Guitarist Bill Frisell, the jazz guy, issues a terrific tribute to John Lennon today, titled All We Are Saying. But this isnâ€™t, you know, his first intersection with rock music.
That got your pals over at SomethingElseReviews.com thinking about … The Very Guest of Bill Frisell — with stopovers at Cream (Ginger Baker, anyway), Elvis (Costello, that is) and the Rolling Stones (by way of Jagger’s one-time muse Marianne Faithfull), among others â€¦
ELVIS COSTELLO – DEEP DEAD BLUE (1995): A live document from Frisellâ€™s appearance with Elvis Costello at Londonâ€™s Meltdown Festival the same year, Deep Dead Blue is the capstone on a musical relationship that also includes a series of brilliant do-overs of songs from Costelloâ€™s Burt Bacharach project on 1999â€™s The Sweetest Punch. Here, Frisell does a masterful job — heâ€™s subtle, supportive yet at the same time distinctive â€“ while reinterpreting some mid- and late-1980s Costello deep cuts. There are also a few items of jazzier fare, like Charles Mingusâ€™ â€œWeird Nightmareâ€ and â€œGigi,â€ from Lerner and Loewe. The only complaint: The setâ€™s all too brief, at less than 30 minutes long.
LUCINDA WILLIAMS – WEST (2007): Lucinda Williams talks about love, and heartbrokenness, but in an especially raw way — even for this legendarily confessional singer-songwriter. Producer Hal Wilner, having been handed some rough demos by Williams, elected to keep the often devastatingly unguarded scratch vocals and build the album around them. Frisell, however, keeps it from becoming a wrist-slashing drag, often nudging West into more redemptive places, while performing with a tone as warm as it is inviting.
VERNON REID – SMASH AND SCATTERATION (1985): A memorably offbeat mashup, with Frisell and Vernon Reid — well before he came to fame as part of the heavy-rocking Living Colour. There are hints of both guitaristsâ€™ future successes in Americana and metal, but (fair warning, here) neither Frisell nor Reid stick to their scripted roles — something that might be a challenge to fans of eitherâ€™s later work. Frisell, for instance, makes use of a tinny beat-box and analog synthesizers. Whoa. Even more jarringly, youâ€™ll find Reid on the banjo. Wait, what? Through the sheer force of their combined energy and delight, however, much of it works, anyway.[ONE TRACK MIND: Guitarist Bill Frisell talks about his new John Lennon tribute project, working with legendary jazz bassist Ron Carter … and Madonna?]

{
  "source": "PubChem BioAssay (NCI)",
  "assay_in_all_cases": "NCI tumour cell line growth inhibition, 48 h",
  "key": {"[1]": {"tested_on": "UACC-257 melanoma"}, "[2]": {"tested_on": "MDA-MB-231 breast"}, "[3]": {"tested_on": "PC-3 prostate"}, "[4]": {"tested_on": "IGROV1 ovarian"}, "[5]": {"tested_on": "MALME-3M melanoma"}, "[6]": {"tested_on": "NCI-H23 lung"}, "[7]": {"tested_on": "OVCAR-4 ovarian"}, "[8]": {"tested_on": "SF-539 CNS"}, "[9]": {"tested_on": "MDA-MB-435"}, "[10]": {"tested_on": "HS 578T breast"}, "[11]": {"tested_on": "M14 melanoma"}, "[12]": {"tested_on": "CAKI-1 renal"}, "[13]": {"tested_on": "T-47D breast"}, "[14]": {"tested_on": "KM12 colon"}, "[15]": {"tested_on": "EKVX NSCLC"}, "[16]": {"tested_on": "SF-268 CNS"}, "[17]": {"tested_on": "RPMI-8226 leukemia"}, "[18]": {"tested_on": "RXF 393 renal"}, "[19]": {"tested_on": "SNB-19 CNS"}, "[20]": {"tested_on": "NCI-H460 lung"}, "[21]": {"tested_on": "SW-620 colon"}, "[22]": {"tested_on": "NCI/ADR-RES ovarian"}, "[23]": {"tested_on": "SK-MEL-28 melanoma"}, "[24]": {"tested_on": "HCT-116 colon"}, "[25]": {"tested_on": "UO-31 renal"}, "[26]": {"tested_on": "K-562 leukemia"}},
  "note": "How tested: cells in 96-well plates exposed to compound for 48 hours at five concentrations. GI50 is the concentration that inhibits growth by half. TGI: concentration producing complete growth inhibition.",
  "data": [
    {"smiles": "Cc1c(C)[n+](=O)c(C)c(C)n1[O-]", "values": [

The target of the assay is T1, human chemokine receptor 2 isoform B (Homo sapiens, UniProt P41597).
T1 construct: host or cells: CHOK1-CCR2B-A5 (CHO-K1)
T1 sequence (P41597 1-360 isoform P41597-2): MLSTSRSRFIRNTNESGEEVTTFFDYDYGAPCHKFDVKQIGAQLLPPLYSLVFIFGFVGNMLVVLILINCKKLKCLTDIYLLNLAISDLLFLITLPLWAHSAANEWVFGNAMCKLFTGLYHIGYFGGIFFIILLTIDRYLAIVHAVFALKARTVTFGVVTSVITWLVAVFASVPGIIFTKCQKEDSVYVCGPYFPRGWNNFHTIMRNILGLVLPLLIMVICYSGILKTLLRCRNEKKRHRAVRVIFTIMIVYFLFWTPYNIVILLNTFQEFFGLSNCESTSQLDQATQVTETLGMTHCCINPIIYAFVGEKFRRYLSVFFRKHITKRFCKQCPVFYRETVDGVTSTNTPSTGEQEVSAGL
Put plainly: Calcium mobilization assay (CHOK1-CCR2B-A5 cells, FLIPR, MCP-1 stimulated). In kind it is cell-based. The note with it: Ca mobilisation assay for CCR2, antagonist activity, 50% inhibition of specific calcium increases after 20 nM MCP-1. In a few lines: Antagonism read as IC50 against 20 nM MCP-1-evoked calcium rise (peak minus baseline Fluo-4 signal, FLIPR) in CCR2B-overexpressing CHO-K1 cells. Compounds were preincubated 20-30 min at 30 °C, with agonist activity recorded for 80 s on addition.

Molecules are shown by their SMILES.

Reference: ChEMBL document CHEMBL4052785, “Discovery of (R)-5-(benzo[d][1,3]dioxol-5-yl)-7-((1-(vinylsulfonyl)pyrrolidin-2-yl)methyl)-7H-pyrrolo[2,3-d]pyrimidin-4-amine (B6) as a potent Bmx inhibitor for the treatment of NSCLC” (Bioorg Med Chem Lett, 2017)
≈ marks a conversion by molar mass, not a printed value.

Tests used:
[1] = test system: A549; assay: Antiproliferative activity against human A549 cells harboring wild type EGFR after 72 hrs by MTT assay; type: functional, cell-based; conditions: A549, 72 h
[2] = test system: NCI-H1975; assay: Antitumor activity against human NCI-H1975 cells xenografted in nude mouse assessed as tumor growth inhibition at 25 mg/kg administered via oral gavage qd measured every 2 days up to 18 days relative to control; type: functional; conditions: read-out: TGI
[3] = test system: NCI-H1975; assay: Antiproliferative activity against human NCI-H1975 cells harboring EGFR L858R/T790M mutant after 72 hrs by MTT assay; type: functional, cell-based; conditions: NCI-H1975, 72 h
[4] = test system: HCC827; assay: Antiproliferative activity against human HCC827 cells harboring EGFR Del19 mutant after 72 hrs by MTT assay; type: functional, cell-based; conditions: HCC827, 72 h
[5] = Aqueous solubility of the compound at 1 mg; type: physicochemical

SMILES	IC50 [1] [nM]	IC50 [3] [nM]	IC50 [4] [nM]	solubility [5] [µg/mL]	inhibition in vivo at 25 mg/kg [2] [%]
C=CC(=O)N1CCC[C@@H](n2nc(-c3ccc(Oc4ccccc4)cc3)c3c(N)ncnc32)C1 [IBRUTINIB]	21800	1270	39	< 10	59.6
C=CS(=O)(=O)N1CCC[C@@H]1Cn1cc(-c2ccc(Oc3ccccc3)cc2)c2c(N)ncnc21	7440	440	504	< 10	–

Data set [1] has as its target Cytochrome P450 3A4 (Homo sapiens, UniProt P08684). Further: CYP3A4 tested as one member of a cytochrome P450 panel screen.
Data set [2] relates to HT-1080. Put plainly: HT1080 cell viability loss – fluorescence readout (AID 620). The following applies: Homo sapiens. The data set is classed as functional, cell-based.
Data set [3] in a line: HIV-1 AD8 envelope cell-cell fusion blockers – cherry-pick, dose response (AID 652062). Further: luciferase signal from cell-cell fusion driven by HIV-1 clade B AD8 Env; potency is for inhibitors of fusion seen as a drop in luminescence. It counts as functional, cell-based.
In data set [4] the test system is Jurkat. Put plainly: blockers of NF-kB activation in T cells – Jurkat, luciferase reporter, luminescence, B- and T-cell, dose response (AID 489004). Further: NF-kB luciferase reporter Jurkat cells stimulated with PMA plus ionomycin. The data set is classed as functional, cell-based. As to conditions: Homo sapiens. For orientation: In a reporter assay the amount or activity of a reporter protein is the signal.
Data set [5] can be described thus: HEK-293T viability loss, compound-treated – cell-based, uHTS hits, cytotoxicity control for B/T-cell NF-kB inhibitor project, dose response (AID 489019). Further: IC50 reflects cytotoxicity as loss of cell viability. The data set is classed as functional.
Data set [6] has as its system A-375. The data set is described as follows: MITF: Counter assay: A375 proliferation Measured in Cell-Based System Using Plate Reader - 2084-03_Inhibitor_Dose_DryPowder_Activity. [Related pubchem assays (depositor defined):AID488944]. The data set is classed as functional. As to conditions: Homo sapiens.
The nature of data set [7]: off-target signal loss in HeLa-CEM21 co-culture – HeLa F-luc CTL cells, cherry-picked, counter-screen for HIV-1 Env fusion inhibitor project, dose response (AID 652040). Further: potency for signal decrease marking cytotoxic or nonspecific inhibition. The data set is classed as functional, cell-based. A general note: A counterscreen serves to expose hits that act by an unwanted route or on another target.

MARIANNE FAITHFULL – STRANGE WEATHER (1987): Frisell made a number of textured, nuanced contributions to this world-weary record, a late-career triumph that marked Marianne Faithfullâ€™s long-hoped for recovery from her nearly two-decades long struggle with heroin. The result is an intriguing mixture of smack-rhythm rock, neon-lit cabaret and nicotine-stained soul. Strange Weather, with Wilner again producing, included covers of tunes by Tom Waits — the title track, which has become a concert staple — Bob Dylan, Dr. John and Huddie â€œLead Bellyâ€ Ledbetter. The albumâ€™s brooding highlight, however, is an achingly melancholic remake of the Rolling Stonesâ€™ â€œAs Time Goes By.â€
GINGER BAKER â€“ FALLING OFF THE ROOF (1995): Appearing with the legendary drummer from Cream, you might be expecting power-trio blues-rock. Nope. Instead, Frisell and bassist Charlie Haden, on their second trio recording with Ginger Baker, continue exploring straight-ahead jazz. Frisellâ€™s spare atmospherics perfectly suit the drummerâ€™s authoritative tone, working at times in contrast and at others as friendly confederate. Oh, and anybody looking for a connection back to Bakerâ€™s days with Clapton would have to study hard, but itâ€™s there: The imaginatively titled â€œVino Vecchioâ€ — meaning â€œold wineâ€ in Italian — is built on the foundation of Creamâ€™s â€œSweet Wine.â€
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